On appeal, Mr. Coleman’s fourth attorney asserted that the district court erred by failing to order a competency evaluation sua sponte.  The Sixth Circuit therefore had to decide whether there was reasonable cause to believe Mr. Coleman was suffering from a mental disease or defect that rendered him mentally incompetent.  The legal standard for incompetency is frustratingly high.  A person is incompetent to stand trial if (1) he or she does not have a sufficient present ability to consult with his lawyer with a reasonable degree of rational understanding, or (2) lacks a rational and factual understanding of the proceedings.  

The Sixth Circuit noted that the district court had no evidence that Mr. Coleman had been diagnosed with a mental illness in the past.  It also examined Mr. Coleman’s strange behavior in court.  But the court reasoned that his repeated reference to civil legal matters, nonsensical use of legal jargon, and unorthodox filings demonstrated that he actually knew exactly what was going on:  he knew that he was in court, that courts cannot act without jurisdiction, and even that attorneys must be constitutionally effective (he referenced Strickland, after all).  No, the Sixth Circuit said, he did not have a mental disease; he was just a sovereign citizen—or at least sovereign-citizen-ish, which is a belief system, not a mental defect.  The court also viewed Mr. Coleman’s presentation at his sentencing hearing as evidence that he could keep it together and act relatively normal when he wanted or needed to do so.  Untroubled by Mr. Coleman’s bizarre claim that he had guaranteed work with Charlie Sheen, the court speculated that Mr. Coleman might be imitating the actor’s on- and off-screen behavior to gain an advantage.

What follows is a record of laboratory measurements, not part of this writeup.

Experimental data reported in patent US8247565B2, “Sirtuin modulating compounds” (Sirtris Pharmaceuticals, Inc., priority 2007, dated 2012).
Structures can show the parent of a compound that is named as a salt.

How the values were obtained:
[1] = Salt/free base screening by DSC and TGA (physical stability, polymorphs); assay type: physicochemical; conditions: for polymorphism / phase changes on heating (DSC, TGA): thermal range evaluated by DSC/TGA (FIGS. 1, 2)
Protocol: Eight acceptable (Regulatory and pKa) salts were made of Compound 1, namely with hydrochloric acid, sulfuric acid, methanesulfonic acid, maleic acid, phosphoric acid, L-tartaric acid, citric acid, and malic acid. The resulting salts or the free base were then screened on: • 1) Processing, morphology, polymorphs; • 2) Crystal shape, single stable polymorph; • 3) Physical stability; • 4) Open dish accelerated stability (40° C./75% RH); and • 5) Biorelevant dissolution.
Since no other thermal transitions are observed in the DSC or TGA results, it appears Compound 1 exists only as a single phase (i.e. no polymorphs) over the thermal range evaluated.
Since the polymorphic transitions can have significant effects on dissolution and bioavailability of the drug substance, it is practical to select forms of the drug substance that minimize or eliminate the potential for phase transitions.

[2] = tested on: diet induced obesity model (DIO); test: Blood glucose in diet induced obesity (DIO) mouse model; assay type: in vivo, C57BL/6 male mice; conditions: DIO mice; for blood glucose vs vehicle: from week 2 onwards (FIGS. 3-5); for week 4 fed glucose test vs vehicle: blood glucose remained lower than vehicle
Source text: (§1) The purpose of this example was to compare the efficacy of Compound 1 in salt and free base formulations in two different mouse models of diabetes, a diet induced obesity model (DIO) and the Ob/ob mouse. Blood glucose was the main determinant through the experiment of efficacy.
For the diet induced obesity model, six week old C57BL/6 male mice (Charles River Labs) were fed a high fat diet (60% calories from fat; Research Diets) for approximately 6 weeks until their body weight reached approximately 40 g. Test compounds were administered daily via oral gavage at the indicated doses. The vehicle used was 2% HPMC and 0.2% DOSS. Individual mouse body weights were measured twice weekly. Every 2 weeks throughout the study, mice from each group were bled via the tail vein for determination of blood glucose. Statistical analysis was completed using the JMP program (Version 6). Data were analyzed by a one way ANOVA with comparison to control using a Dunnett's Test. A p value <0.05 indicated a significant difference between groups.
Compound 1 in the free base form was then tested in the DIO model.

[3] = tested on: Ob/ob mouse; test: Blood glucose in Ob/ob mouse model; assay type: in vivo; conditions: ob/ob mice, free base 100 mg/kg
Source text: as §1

In addition, the court was not convinced that Mr. Coleman’s potential mental illness prevented him from communicating effectively with counsel.  Instead, the court believed the record demonstrated that Mr. Coleman was just a difficult client who was refusing to communicate with counsel.


In short, the Sixth Circuit believed Mr. Coleman hammed up and toned down his peculiar behavior to gain a tactical advantage.  By the court’s estimation, Mr. Coleman was just cunning.

Thursday, September 14, 2017

The Post-Hurst Hydra Loses a Head